Another account says that he was being hidden out in the woods near where the Flannery's were living. There were a lot of Guerilla's in the Howard-Boone Co. area in 1864 apparently trying to attract Union troops north and away from Price's army as it invaded from Arkansas. The State Militia were hunting the Guerilla's and ran across Dick Yager, not knowing who he was, they killed him and found out later who they had killed. They must have known somehow that he was a guerilla or Confed. supporter so possibly they were acting on a tip from an informer. None of the responses I have received have mentioned his burial but since Margaret Watts Hays had received a description of his death somebody she knew had to have been aware of how he died and would have known what had happened to his body. The Flannery's were former neighbors of both Dick Muir and the Hays family in Jackson Co. in the area between Westport and Lees Summit. Another Jackson Co. neighbor who chose exile in Howard Co. was Margaret's cousin-by-marriage, Jordan Lowe.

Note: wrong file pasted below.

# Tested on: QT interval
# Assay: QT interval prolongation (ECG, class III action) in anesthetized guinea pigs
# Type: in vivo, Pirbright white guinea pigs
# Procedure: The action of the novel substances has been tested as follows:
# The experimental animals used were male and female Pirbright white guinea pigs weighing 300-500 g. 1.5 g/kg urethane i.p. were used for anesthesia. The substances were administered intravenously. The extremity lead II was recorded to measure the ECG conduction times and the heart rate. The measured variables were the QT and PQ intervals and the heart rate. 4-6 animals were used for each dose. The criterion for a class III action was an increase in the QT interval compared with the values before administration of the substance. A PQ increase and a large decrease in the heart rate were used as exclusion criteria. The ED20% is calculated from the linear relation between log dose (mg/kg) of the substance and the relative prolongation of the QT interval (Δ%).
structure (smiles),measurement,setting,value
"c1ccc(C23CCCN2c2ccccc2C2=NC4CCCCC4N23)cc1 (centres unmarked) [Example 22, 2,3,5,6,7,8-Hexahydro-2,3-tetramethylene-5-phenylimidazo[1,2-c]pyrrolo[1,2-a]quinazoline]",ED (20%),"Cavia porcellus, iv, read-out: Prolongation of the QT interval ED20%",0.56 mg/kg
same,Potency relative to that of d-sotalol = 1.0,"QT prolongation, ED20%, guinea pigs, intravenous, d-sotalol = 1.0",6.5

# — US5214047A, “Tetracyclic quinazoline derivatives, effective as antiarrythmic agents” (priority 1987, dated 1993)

Margaret wrote that Dick Yager's remains were to be reinterred at the Confed. Cemetery in Jackson Co. in the 1870's. No mention is made of Yager in the 1913 Kansas City Star article about the Confederate Cemetery which is included in Footnote 23, Letter 82, 7 Jun 1871. There were several of Dick Yager's brother-in-laws in the 1871 funeral procession - Boone T. Muir, Samuel Muir.
Dick's wife, Martha Muir Yager West is buried in the Bethsonia Cemetery, Raytown, Jackson Co., MO. After the war she lived in Belton, Cass Co., MO with her husband Edward West. It appears from a later letter that Ed West bought Margaret's farm in Jackson Co. and that the West's lived there at times.
Thanks for your comments and suggestions.